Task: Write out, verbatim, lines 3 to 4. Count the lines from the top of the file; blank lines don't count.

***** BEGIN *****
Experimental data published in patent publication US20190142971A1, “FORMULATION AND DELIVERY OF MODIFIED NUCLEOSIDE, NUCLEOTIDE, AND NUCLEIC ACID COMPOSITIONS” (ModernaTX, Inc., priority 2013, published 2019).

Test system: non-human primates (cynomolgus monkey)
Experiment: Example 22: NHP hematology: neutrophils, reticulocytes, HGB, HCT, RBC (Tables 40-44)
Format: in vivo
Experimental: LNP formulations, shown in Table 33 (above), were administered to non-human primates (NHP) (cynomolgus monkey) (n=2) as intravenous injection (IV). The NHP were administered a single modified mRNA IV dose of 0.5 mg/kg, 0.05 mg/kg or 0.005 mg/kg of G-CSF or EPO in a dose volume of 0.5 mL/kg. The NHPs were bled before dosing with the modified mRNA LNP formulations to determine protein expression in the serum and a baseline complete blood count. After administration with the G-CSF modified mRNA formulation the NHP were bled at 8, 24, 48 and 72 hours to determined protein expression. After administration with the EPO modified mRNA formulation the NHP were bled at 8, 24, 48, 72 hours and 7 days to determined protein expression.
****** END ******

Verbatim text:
Experiment: Example 22: NHP hematology: neutrophils, reticulocytes, HGB, HCT, RBC (Tables 40-44)
Format: in vivo